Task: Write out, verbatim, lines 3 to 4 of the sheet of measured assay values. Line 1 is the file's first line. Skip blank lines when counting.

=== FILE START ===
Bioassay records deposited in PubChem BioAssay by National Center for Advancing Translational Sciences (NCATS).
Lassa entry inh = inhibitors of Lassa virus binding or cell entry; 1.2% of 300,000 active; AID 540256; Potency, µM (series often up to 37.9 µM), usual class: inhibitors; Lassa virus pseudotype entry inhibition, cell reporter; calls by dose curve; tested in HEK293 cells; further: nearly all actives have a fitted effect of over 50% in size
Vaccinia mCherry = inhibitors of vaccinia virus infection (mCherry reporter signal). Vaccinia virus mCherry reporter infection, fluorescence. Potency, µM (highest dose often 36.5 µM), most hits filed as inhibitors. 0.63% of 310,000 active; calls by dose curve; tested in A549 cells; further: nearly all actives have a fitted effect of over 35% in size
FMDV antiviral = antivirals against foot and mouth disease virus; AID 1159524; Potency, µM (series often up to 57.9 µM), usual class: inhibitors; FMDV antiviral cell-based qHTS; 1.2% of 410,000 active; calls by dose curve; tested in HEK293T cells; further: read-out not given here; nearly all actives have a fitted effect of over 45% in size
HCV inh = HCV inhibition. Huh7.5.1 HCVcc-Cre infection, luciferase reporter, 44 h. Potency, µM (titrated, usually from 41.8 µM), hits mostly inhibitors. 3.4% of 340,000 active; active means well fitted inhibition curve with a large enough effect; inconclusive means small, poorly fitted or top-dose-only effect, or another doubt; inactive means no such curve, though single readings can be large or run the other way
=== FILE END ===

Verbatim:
Vaccinia mCherry = inhibitors of vaccinia virus infection (mCherry reporter signal). Vaccinia virus mCherry reporter infection, fluorescence. Potency, µM (highest dose often 36.5 µM), most hits filed as inhibitors. 0.63% of 310,000 active; calls by dose curve; tested in A549 cells; further: nearly all actives have a fitted effect of over 35% in size
FMDV antiviral = antivirals against foot and mouth disease virus; AID 1159524; Potency, µM (series often up to 57.9 µM), usual class: inhibitors; FMDV antiviral cell-based qHTS; 1.2% of 410,000 active; calls by dose curve; tested in HEK293T cells; further: read-out not given here; nearly all actives have a fitted effect of over 45% in size